US must meet nuke deal obligations: Iran
Iranian foreign minister Mohammad Javad Zarif says the United States should meet its own obligations agreed in a landmark nuclear deal in 2015 rather than raising accusations against the Islamic Republic.
Zarif said in a tweet that the US should “fulfill its own commitments,” in response to a comment from US Secretary of State Rex Tillerson.
Tillerson said in a letter to House of Representatives Speaker Paul Ryan, the top Republican in Congress, on Tuesday that Iran remained compliant with the 2015 deal, but there were concerns about its role as a state sponsor of terrorism.
His tough words matched those of US Defence Secretary Jim Mattis, who said in a visit to Saudi Arabia on Wednesday that Iran’s destabilising influence would have to be overcome to end the conflict in Yemen.
President Donald Trump ordered the review to evaluate whether suspension of sanctions related to the nuclear deal was “vital to the national security interests of the United States”, Tillerson said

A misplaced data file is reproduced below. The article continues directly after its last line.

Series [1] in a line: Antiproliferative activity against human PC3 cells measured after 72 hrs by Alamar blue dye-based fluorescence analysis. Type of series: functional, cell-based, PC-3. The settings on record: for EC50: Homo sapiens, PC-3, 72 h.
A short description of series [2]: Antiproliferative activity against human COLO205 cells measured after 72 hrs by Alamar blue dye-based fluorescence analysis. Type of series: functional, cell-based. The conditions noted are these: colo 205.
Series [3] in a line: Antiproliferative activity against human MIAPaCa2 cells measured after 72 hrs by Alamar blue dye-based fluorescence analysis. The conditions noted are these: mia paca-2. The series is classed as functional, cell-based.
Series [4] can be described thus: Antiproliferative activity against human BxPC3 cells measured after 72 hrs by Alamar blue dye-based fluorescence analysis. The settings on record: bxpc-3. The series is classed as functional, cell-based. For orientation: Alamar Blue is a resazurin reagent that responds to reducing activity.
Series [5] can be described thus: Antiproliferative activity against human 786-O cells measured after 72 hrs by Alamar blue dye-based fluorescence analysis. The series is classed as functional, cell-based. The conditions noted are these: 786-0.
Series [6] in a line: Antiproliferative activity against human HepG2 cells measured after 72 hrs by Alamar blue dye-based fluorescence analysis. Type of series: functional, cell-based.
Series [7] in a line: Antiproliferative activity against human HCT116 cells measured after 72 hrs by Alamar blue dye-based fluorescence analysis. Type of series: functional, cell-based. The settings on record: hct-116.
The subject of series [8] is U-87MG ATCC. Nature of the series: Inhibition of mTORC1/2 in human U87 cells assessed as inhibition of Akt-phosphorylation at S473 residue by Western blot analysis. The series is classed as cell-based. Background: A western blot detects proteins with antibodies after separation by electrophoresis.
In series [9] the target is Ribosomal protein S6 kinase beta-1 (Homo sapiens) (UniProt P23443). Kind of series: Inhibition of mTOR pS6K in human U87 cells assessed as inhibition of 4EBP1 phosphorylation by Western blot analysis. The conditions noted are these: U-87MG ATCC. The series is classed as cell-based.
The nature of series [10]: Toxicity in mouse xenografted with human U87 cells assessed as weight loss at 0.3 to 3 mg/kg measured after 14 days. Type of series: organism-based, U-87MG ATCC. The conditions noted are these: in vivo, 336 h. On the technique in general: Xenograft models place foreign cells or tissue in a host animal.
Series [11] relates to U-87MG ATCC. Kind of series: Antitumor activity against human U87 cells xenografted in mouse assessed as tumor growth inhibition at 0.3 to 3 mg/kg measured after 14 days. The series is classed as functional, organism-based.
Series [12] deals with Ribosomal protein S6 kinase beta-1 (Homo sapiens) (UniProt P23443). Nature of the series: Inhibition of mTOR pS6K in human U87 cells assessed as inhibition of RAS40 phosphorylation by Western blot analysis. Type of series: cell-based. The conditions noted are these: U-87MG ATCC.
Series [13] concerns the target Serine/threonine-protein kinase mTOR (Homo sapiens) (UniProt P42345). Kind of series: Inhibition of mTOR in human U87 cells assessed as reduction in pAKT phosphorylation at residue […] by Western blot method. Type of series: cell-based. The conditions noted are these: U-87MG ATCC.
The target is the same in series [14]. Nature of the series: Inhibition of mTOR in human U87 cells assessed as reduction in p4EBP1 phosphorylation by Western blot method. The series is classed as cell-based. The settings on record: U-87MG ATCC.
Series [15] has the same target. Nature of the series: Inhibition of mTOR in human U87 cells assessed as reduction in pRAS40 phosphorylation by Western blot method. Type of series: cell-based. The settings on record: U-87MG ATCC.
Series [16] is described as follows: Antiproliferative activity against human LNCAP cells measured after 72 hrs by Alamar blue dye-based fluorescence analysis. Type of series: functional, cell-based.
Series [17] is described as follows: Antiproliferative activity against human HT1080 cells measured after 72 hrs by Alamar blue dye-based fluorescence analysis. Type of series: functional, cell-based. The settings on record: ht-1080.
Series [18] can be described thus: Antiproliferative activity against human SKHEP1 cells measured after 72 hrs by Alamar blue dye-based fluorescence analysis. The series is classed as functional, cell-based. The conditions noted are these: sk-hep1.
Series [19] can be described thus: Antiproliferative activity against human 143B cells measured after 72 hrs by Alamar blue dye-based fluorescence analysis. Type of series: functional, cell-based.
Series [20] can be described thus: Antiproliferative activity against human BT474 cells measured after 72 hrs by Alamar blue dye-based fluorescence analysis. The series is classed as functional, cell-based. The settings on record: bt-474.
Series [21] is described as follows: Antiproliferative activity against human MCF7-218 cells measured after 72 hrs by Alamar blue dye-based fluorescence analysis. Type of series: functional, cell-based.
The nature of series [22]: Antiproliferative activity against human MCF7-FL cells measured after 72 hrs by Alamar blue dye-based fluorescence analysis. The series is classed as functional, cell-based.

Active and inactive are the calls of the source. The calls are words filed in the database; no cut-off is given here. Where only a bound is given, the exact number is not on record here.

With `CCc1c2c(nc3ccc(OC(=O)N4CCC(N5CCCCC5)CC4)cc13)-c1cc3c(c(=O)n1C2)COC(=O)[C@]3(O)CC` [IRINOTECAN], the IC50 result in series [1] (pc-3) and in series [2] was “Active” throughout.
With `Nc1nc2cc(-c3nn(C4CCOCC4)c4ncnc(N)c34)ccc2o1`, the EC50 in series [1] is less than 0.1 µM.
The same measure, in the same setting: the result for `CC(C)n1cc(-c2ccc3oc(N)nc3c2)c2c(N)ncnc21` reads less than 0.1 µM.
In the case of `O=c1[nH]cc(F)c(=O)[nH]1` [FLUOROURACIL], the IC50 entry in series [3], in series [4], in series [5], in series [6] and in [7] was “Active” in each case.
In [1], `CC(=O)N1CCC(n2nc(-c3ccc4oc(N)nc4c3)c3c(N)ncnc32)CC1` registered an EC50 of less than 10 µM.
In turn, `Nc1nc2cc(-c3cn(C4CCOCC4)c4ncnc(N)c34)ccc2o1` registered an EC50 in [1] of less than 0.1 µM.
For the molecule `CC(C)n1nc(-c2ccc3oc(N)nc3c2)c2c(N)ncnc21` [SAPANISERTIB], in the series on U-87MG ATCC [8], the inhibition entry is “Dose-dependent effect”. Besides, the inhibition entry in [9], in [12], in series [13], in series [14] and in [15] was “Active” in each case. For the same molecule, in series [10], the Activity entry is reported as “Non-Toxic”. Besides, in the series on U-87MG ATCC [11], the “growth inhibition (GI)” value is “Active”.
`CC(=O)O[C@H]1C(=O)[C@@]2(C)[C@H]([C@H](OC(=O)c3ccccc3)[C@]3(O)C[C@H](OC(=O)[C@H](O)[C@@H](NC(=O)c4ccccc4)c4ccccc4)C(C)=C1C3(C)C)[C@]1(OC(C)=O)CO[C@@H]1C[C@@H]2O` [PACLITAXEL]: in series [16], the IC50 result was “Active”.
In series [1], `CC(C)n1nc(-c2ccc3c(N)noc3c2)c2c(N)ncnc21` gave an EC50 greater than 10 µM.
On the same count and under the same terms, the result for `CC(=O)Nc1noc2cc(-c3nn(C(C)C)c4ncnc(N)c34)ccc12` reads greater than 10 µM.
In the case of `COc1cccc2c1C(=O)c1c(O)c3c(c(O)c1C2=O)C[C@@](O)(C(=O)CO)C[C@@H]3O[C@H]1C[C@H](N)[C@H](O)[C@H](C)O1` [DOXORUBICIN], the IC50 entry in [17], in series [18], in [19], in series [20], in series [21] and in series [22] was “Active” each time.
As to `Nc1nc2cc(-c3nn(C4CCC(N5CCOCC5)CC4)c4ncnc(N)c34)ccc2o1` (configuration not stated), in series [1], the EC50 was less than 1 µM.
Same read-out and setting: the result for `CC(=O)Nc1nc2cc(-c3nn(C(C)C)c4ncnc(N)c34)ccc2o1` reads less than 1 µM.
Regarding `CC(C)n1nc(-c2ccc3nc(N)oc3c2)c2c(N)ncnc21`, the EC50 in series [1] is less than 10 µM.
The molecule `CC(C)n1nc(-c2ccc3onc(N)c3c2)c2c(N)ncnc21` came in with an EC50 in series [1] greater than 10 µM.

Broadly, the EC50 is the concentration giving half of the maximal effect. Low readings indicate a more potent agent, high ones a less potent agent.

Though there was no sign the Trump administration intended to walk away from the deal, Tillerson twice cautioned that if left unchecked Tehran could become a threat like North Korea, which is also under pressure over its nuclear ambitions.
He said the 2015 nuclear deal between Iran and six world powers failed “to achieve the objective of a non-nuclear Iran and only delays their goal of becoming a nuclear state.”
In his tweet, Zarif also addressed Tillerson’s terrorism charge: “Worn-out US accusations can’t mask its admission of Iran’s compliance w/ JCPOA.”
Iran helped to create and continues to fund Hezbollah, the Lebanese military and political organisation which the United States has listed as a terrorist organisation.
Both Iran and Hezbollah are currently fighting in support of Syrian President Bashar al Assad’s forces. Iran has also sent military advisers and fighters to neighbouring Iraq, where they are taking part in the Baghdad government’s operations against Islamic State.
Iranian hardliners have regularly criticised Zarif and President Hassan Rouhani for their role in negotiating the 2015 nuclear deal, which they see as capitulation to Western powers.
During his presidential campaign, Trump called the nuclear agreement “the worst deal ever negotiated”, raising questions over whether he would rip it up once he took office.
The historic deal between Iran and six major powers restricts Tehran’s nuclear program in exchange for the lifting of international oil and financial sanctions against the Islamic Republic.
The Trump administration’s inter-agency review of policy towards Iran will examine whether the lifting of sanctions against Tehran is in the US national security interests.